I have tried a few methods of composting. In Ann Arbor, I was lucky to have access to regular municipal composting, which was the most convenient for me as a consumer. I simply collected food scraps and placed them in the bin once a week for collection. Ideally, this sort of service would be available to everyone.
I’ve also lived in a lot of places where composting is more difficult as a renter. There is no municipal composting available where I currently live in Pennsylvania.
A year ago, I bought a large Soil Saver compost bin from Facebook Marketplace for $15. My landlord agreed to let me put it near our trash bins. A few people from my building also used it for scraps. I mostly neglected it, but it still made compost!
If you had any methods that didn’t work for you, can you share what happened and why it wasn’t a good fit for you?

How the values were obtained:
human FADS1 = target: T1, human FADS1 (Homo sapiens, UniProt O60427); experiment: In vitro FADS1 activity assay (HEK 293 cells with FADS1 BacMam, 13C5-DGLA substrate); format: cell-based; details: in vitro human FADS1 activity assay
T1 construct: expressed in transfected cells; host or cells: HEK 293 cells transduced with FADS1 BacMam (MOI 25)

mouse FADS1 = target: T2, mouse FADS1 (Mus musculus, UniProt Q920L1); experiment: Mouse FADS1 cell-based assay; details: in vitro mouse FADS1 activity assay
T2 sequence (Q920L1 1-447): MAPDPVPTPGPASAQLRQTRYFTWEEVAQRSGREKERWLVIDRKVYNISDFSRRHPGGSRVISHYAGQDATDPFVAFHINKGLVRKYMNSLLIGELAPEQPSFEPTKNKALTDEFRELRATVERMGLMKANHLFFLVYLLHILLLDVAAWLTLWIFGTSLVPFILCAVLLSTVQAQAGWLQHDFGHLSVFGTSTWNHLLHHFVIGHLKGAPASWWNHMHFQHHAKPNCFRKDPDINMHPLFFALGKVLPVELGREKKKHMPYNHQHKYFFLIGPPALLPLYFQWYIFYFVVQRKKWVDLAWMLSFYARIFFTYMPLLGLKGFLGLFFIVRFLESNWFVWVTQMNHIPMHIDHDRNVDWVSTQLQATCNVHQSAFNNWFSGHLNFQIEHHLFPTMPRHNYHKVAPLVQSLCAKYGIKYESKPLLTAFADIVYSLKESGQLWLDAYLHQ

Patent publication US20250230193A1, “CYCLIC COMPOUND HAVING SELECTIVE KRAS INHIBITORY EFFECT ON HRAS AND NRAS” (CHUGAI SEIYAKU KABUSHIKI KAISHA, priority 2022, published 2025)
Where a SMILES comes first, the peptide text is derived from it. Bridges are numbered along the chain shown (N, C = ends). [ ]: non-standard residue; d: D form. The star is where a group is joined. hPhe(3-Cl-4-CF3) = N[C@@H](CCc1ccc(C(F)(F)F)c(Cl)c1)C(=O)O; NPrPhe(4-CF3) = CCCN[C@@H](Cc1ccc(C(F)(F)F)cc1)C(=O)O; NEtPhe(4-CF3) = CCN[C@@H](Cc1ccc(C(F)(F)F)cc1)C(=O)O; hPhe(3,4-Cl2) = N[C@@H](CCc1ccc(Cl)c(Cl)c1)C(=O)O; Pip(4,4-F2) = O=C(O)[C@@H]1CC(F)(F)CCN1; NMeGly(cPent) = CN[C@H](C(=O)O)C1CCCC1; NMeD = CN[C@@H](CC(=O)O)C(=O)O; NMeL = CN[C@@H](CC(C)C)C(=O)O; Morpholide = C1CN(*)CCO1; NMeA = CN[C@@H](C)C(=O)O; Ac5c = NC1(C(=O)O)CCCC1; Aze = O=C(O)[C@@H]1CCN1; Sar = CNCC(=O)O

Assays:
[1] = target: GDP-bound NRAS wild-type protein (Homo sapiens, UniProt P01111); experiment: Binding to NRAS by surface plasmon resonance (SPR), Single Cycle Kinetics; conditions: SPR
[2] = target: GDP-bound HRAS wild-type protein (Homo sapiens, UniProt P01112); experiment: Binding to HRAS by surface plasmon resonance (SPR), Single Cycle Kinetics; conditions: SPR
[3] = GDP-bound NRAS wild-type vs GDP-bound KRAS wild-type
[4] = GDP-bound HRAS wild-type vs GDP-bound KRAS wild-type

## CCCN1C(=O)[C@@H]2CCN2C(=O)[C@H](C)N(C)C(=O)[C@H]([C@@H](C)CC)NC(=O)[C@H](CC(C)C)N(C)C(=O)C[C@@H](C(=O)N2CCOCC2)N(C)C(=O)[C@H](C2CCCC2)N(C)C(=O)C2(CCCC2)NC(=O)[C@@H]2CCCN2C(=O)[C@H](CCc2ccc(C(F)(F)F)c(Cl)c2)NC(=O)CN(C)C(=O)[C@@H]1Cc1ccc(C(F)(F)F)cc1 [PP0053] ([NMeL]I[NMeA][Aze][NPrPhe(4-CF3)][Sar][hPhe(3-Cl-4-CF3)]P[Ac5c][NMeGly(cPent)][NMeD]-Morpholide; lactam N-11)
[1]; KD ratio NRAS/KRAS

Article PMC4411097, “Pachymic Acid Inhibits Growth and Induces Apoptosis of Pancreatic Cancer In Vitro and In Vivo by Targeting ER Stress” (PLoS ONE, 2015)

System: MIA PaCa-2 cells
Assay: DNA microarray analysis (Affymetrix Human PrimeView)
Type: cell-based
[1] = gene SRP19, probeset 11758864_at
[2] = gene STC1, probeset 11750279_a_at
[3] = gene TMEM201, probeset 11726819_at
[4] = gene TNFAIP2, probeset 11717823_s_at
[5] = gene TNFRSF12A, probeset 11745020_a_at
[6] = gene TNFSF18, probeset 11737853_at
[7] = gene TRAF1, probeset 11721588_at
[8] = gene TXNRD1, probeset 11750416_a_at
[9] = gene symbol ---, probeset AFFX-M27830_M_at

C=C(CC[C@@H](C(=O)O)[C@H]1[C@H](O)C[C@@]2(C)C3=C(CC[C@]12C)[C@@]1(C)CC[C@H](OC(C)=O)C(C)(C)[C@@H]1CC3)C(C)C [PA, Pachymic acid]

Next time I may invest in a tumbler system instead of a bin to make turning it more manageable. I was lazy about turning the compost by hand, especially when it got cold. The lid on my bin also broke during a windstorm, so it may not be the most effective design.
For your compost at home, how do you store the scraps until they are taken to your compost pile?
We put food scraps into an enameled pot on our counter to take outside every few days. Nothing fancy, and we still didn’t have problems with smell.
For a while, I froze my compost and dropped it off every few weeks with a friend who had access to composting.
Do you have any other supplies that you store until you need to add them to your compost pile?
I’ve used leftover cardboard from takeout containers and pizza boxes for browns, as well as dried leaves from our yard, and hay. We have a porch where I was able to store my bale of hay, and I keep a collection of paper and cardboard for composting in my utility closet.